Posts Tagged ‘Free Syrian Army’

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Money and fundamentalism: suggested reading

August 6, 2015
  • The Department of Justice considers protecting the Palestinian Authority from a civil suit verdict for the victims of terrorism… more>>
  • Lobbyists peddle influence on behalf of an alleged Hamas-financing charity from Qatar… more>>
  • Senators propose to declassify the report on Saudi sponsorship of 9/11 hijackers… more>>
  • The rebels of the Free Syrian Army have used their Western funding and support to… kidnap Westerners… more>>
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FSA hammered by Qatar-funded al-Nusra Front

November 10, 2014

The Free Syrian Army, Washington’s best hope for a Syrian alternative to Bashar al-Assad and Al Qaeda, suffered a major defeat last week at the hands of Jabhat al-Nusra—Al Qaeda’s formal affiliate in Syria.  The FSA was recently forced to leave their Western-provided arms behind them as they retreated from advancing Nusra forces.

In case you’ve forgotten who funds al-Nusra, it’s Qatar. And their foreign minister’s cousin.  It’s not just private donors working outside the Qatari ruling class—the money and support for al-Nusra comes from within their very own ranks.  From The Telegraph (h/t Sal):

Minister’s family ties to terror

Cousin of Qatari foreign minister was arrested for terrorist funding but freed after intense lobbying

The cousin of Qatar’s foreign minister has been convicted of funding international terrorism and is believed to be linked to an alleged terrorist known as the “Wolf of al-Qaeda”.

Abdulaziz bin Khalifa al-Attiyah was found guilty in absentia by a Lebanese court of channelling financial support to al-Qaeda.

He was detained in Lebanon – apparently following a tip-off by British and American intelligence – but was allowed to leave the country before his trial after intense pressure by Qatar on the Lebanese government.

On social media, al-Attiyah appears to have energetically supported Osama bin Laden and al-Qaeda’s Syria franchise, the al-Nusra Front.

He also appears to have tweeted support for the Islamic State of Iraq and the Levant (Isil.)

The al-Nusra Front last year instructed donors to channel money to it through an organisation closely linked to al-Attiyah.

Al-Attiyah is also associated with Umar al-Qatari, known as the “Wolf of al-Qaeda”. Al-Qatari was named last month by the United States government as a designated terrorist.

In a brief statement, lawyers for al-Attiyah insisted that he had not funded terrorism.

However, they repeatedly refused to deny that he had been arrested and convicted for doing so in Lebanon or that he had written pro-terrorist messages on social media.

The lawyers declined to respond to any further questions about him, despite repeated requests over several days.

Al-Attiyah’s conviction, in June, brings the funding of terrorism closer to the heart of the Qatari government and will increase the growing pressure on the country to end its role as a centre for the funding of global jihad…

Still think that Qatar is a good intermediary for prisoner swap deals in Afghanistan, or for peace negotiations between Israel and its neighbors?  Now we see clearly that Qatar holds the bloody dagger that stabbed Pres. Obama, the State Department, and the CIA in the back in Syria. Will Qatar’s victims learn for this treachery or sit down at the bargaining table to be betrayed one more time?

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Freed Belgian tells how he was “sold” by the Free Syrian Army to a jihadist group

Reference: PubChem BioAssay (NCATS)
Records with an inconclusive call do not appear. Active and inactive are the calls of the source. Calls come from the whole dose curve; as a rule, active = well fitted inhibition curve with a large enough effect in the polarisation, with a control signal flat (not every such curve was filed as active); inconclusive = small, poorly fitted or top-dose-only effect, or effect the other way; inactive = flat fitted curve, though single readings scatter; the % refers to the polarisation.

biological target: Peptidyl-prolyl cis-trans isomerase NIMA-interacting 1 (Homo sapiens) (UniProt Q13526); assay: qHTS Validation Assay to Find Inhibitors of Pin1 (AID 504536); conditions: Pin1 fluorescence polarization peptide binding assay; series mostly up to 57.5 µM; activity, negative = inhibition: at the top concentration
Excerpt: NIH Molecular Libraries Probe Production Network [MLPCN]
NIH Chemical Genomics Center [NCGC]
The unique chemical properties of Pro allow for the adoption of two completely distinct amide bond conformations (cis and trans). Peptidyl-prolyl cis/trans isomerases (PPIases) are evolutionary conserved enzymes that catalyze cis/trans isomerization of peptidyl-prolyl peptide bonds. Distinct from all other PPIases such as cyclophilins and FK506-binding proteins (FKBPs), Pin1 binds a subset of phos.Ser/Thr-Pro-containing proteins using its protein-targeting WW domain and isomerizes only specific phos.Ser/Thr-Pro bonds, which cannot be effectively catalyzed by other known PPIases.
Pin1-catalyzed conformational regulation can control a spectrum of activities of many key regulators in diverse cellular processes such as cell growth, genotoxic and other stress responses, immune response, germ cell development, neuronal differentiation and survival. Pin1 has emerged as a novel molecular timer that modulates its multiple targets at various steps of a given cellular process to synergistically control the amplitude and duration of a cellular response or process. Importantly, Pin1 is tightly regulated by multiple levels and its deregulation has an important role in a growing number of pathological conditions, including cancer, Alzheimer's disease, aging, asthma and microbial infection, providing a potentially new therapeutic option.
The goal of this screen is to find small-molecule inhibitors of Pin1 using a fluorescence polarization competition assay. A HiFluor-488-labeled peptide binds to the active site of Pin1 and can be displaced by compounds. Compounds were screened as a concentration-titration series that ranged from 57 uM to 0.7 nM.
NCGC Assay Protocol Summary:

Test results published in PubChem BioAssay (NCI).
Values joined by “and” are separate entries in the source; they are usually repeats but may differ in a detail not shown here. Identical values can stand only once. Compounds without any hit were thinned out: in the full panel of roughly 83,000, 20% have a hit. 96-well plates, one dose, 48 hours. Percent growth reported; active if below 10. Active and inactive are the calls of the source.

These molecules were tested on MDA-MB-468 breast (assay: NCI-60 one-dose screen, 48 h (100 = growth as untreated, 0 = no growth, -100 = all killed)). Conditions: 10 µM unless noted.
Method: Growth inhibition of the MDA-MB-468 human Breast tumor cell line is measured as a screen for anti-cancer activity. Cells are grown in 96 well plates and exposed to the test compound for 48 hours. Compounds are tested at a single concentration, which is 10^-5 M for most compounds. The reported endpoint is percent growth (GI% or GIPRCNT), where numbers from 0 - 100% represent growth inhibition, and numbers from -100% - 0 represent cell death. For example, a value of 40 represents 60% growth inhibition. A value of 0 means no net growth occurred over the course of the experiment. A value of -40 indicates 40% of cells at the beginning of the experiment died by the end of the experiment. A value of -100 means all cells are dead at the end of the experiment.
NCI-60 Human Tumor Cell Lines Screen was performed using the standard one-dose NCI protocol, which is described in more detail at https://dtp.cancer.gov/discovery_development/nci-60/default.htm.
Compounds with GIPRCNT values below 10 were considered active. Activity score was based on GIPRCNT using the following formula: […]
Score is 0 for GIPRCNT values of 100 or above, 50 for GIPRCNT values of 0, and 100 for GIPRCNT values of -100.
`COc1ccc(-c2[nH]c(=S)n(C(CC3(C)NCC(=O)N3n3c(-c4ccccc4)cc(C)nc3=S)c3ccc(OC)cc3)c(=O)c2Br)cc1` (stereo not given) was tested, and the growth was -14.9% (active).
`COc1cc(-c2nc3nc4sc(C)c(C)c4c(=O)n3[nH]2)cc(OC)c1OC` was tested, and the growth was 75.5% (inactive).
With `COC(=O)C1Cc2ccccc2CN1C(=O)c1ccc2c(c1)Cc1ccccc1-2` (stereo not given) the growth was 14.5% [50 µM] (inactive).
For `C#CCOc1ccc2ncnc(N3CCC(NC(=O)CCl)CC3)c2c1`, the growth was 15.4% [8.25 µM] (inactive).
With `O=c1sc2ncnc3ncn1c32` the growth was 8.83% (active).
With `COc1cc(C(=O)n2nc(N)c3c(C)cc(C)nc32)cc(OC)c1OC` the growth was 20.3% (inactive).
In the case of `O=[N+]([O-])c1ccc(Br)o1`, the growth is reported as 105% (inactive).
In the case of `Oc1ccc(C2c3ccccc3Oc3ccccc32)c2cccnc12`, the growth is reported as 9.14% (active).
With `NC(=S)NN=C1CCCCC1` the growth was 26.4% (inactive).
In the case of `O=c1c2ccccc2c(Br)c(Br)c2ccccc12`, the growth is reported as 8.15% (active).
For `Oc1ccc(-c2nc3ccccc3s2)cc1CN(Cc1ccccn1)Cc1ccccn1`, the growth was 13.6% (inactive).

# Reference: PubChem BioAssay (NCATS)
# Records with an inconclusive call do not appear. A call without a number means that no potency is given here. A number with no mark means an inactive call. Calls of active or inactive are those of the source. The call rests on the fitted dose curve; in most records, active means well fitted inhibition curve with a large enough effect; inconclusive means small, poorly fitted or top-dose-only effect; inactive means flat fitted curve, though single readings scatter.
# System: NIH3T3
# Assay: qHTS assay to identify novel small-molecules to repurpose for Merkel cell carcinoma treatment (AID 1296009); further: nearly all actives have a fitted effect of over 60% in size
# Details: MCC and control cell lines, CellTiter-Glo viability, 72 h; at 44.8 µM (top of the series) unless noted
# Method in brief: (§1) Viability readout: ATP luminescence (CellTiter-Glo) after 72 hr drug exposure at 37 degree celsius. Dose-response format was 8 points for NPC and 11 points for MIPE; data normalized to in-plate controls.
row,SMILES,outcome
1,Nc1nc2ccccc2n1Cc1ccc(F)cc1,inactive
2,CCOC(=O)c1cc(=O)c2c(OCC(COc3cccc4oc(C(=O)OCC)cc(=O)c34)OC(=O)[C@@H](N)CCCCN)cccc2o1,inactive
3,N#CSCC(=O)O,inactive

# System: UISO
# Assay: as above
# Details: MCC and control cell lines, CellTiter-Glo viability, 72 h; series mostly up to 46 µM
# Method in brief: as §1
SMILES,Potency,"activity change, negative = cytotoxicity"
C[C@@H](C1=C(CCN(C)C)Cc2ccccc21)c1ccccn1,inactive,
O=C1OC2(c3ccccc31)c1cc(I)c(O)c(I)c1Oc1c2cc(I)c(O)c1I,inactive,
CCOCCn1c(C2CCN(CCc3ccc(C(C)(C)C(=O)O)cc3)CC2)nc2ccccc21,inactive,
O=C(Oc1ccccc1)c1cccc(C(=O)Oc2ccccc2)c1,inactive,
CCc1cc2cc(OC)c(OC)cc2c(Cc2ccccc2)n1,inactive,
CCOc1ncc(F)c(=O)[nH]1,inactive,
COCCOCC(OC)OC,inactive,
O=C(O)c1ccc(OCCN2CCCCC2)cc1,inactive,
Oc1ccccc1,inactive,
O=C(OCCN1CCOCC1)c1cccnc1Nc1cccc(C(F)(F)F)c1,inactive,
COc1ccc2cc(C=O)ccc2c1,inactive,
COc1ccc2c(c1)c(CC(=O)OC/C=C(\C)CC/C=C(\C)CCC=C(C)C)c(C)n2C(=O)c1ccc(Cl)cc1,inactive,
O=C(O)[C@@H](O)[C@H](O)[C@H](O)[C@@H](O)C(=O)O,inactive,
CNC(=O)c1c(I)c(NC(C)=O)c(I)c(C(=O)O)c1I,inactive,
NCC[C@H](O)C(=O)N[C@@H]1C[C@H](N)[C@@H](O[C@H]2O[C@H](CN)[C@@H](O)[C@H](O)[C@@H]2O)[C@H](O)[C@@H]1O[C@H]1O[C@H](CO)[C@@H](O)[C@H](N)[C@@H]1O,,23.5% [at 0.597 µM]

October 13, 2013

In April, Pierre Piccinin da Prata, a teacher from Belgium, was visiting Syria under the promise of protection by the Free Syrian Army.  Suddenly, he and his colleague, an Italian journalist, were sold as hostages to a group of Islamist fighters.

Pierre says the Islamists “wanted money.” Pierre says they were called dogs, and “we were considered as not really human beings.”  The only real men, the captives were told, are Sunni, Arab Muslims.  His colleague was subjected to mock executions.

After months of being held hostage, Pierre wanted to commit suicide rather than endure further humiliation and captivity, but was eventually released.

Listen to a few minutes of Pierre’s story in his own words during a Sept. 20 interview with the BBC:

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Funding armed struggle: suggested news reading

March 14, 2013
  • Twenty Chechen blackshirts show up to join the fight in Syria.  “Jihad needs very many things. Firstly it needs money. Much is dependent on money today for jihad,” says the rebel leader… more>>
  • A Hamas charity maintained an account with a French bank in the early 2000s.  Eight suicide bombs, five bus bombs, and 140 corpses later, a federal judge says Credit Lyonnais will stand trial… more>>
  • When you’re laundering money for the world’s biggest gun-runner, you might not want everybody to know exactly who you are.  Maybe that’s why Syrian-born “Richard Chichakli” has 16 aliasesmore>>
  • Ansar al-Sharia attacked the U.S. embassy in Tunis last year, and they seem to have a lot of money to throw around.  But we are, says one member, merely funded by local donations from around the neighborhood.  It is, Aaron Zelin explains, not the whole storymore>>
  • The U.S. State Department has announced it will provide aid to the Free Syrian Army.  True, the FSA fights alongside Al Qaeda, but let’s not split hairs… more>>
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Syria: funding an Islamist rebellion through theft

January 20, 2013

Free Syrian Army steals flour from Aleppo’s main warehouse

Al Qaeda seizes monopoly control of bread distribution

The BBC is reporting that flour heists by the FSA has led to long bread lines and volatile crowds at bakeries in Aleppo.  Daily life in areas under FSA control is turning out to be a disaster for the locals.  One FSA officer tells the reporter, “We are all thieves.”

Western foreign aid to Syria looks increasingly ill-considered.  Take a listen to two minutes of the BBC’s report:

But the FSA’s corruption, greed, and accusations of “theft, looting and kidnapping for ransom,” aren’t the only problems.  The BBC and NPR have also reported that al-Nusra Front, the Al Qaeda affiliate in Syria, has wrested control of flour distribution out of the hands of the FSA.  This ensures that bakers and the hungry are loyal to Al Qaeda exclusively rather than corrupt “moderates” of the FSA.